- Federal Housing Administration (FHA) appraisal: an FHA loan is a popular option for first-time homeowners. They have fair interest rates and allow for smaller down payments. An FHA appraisal will vary by home size but is usually a few hundred dollars more than a standard one.
- Veterans Affairs (VA) home loan appraisal: these loans are offered to current and former military members. Recent fee increases could cause VA appraisals to fall anywhere from $25 to $400 more than standard options.
- United States Department of Agriculture (USDA) loan appraisal: if you are moving to a rural part of the country, you might qualify for a USDA loan. While these purchases require standard appraisals, they might be more expensive because the appraiser has to evaluate several acres of land.
You don’t have to accept the first home appraisal estimate you receive. You can shop around to multiple appraisers to find one who offers a fair price.
Appraisal Cost and Determining Factors
Most buyers don’t have a choice and must seek out an appraisal to secure a mortgage loan.
However, having a clear picture of your appraisal fees before you agree to this evaluation can prepare you to fully understand your closing costs.
Here are a few factors that can increase or decrease your appraisal cost along with the type of loan that you have.
- Home size. Larger properties will come with higher appraisal costs. This is because it takes longer for the appraiser to inspect and evaluate bigger properties.
- Location. If you live in an area with a higher cost of living (like Los Angeles or Manhattan), the price of hiring an appraiser might be higher.
- Condition. Well-kept homes are easier to evaluate and the appraiser could finish their work within a few hours. Any major problems or structural issues will take longer to review.
- Supply. In hot markets, appraisers are kept busy and have a packed schedule of clients. You might have to pay more to find an appraiser who will work with you.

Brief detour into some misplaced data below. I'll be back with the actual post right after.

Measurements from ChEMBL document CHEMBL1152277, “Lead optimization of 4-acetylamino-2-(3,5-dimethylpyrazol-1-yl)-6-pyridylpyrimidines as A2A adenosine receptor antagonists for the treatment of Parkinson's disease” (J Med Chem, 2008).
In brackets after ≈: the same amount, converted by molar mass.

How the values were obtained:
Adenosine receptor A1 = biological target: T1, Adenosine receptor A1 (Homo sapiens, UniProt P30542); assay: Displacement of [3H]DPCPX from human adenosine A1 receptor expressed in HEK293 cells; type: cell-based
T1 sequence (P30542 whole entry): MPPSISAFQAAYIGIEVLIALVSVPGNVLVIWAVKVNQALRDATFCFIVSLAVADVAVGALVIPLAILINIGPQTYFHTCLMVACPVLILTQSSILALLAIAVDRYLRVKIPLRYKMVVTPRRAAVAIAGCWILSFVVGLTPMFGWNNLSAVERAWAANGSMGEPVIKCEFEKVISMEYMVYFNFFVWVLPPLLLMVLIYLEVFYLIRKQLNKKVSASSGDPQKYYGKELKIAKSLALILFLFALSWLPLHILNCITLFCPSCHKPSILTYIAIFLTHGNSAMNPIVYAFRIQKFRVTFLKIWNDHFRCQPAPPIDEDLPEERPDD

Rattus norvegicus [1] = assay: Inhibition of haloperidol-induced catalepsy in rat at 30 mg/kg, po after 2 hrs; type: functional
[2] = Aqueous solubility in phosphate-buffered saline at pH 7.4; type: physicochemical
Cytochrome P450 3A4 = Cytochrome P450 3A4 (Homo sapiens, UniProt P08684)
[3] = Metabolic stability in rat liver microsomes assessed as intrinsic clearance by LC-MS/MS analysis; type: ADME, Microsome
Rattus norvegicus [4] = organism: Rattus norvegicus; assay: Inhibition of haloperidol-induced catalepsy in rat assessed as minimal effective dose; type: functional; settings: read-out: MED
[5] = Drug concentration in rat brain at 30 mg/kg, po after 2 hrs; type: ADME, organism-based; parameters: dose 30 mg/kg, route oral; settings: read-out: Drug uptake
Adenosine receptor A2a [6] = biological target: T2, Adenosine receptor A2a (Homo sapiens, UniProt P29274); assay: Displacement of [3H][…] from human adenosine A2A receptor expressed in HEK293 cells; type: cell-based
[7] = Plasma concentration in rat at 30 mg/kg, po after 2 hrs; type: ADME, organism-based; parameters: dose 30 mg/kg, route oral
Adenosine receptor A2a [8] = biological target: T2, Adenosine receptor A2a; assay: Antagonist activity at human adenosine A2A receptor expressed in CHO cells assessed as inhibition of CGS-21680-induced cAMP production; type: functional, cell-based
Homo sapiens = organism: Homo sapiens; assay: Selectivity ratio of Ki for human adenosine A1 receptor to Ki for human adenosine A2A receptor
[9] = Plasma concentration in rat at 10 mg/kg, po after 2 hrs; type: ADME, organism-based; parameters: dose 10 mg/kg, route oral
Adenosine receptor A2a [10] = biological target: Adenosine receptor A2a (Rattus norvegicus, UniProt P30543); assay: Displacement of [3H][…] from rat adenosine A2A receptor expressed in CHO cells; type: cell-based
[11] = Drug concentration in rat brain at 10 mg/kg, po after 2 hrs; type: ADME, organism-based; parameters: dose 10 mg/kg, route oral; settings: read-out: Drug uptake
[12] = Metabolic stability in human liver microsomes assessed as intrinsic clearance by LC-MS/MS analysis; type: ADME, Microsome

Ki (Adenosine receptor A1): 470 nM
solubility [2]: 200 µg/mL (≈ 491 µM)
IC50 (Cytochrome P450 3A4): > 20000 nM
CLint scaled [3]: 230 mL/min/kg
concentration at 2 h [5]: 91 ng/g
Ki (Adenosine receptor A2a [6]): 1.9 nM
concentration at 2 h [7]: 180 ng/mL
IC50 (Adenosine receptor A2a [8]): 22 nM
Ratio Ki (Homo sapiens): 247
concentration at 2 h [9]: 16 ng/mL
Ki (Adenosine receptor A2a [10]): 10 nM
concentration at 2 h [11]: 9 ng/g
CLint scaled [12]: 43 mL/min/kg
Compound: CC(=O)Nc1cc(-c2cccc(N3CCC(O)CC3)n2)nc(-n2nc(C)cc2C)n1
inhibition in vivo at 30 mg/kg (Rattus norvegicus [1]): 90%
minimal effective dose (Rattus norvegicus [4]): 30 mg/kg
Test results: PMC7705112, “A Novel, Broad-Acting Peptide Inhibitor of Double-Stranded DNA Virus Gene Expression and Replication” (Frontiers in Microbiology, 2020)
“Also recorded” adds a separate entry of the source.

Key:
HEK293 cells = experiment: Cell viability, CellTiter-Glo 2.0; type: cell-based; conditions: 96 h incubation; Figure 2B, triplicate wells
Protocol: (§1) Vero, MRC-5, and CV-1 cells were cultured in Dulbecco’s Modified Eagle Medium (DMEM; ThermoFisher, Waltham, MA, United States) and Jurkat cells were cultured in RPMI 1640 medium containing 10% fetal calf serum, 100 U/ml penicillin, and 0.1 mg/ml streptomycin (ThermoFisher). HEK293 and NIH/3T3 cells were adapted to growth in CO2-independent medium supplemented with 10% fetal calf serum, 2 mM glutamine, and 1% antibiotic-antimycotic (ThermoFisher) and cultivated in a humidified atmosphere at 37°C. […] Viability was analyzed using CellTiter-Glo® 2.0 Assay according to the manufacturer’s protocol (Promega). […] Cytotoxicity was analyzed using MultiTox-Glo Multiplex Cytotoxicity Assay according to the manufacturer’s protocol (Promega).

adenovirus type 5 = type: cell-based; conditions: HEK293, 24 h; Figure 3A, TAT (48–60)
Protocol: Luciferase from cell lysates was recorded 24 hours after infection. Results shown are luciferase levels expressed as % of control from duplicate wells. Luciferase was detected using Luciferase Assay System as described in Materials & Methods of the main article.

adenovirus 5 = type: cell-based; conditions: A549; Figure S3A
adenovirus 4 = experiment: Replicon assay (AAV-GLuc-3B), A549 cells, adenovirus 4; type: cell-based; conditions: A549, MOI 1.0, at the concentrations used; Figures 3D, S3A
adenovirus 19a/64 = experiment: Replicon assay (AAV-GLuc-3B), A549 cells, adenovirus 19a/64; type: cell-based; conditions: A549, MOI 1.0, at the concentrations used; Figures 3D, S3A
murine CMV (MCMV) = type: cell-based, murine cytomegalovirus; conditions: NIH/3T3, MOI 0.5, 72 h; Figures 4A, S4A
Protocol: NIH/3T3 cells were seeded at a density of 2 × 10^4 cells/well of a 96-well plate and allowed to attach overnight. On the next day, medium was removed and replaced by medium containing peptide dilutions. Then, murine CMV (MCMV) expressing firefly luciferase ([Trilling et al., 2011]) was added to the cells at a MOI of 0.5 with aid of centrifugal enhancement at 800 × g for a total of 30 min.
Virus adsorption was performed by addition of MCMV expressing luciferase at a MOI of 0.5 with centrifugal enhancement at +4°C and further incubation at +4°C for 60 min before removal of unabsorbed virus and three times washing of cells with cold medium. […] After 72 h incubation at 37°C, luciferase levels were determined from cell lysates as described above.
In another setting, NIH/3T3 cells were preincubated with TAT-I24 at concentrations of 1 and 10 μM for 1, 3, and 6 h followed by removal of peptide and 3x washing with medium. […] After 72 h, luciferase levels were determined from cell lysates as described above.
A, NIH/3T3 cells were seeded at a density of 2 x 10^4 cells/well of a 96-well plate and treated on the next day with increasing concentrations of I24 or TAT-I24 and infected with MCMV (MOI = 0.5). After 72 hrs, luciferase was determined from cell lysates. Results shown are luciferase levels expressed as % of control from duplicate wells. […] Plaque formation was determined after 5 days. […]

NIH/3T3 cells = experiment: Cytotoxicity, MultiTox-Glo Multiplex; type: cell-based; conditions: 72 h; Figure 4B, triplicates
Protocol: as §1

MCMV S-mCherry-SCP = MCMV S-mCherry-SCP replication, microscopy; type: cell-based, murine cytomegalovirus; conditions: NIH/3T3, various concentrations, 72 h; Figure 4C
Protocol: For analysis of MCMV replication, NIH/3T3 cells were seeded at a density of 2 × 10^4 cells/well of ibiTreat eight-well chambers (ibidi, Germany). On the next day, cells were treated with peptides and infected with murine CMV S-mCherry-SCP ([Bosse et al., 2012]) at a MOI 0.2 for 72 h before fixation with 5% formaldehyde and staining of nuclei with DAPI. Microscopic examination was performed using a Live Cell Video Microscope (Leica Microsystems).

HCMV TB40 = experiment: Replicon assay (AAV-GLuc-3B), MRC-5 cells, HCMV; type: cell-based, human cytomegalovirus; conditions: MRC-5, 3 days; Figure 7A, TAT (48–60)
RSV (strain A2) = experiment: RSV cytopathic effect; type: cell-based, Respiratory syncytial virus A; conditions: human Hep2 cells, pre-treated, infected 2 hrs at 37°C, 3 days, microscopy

Additionally, some regional factors affect the appraisal cost. If you need your appraiser to visit your home in the winter (during snowy periods when the property is hard to access), they might charge more.
Many appraisal companies are small businesses that set their own rates, which means they can charge more for inconvenient jobs.
How do Appraisers Determine Home Value?
Once you find a home appraiser that you can trust and who offers fair rates, you can schedule your appraisal.
This professional will look at several different factors to determine the home’s value. Here are a few aspects that contribute to their reports.
- Comparable sales: even before the inspector looks at your home they will consider comparable sales in the area.
- Square footage: the size of your home will determine how much it is worth.
- Bathrooms and bedrooms: a small house with two bathrooms might sell for more than a similarly-sized house with only one.
- Neighborhood: the appraiser will consider where the house is located and any factors that increase or decrease its value. (For example, if the house is within walking distance to a good school or if it is over the nearby airport’s flight path.)
- Home improvements: the appraiser wants to know whether the home is well-maintained and if any improvements have been made. These could include a new roof, updated electrical wiring, or a recently-replaced water heater.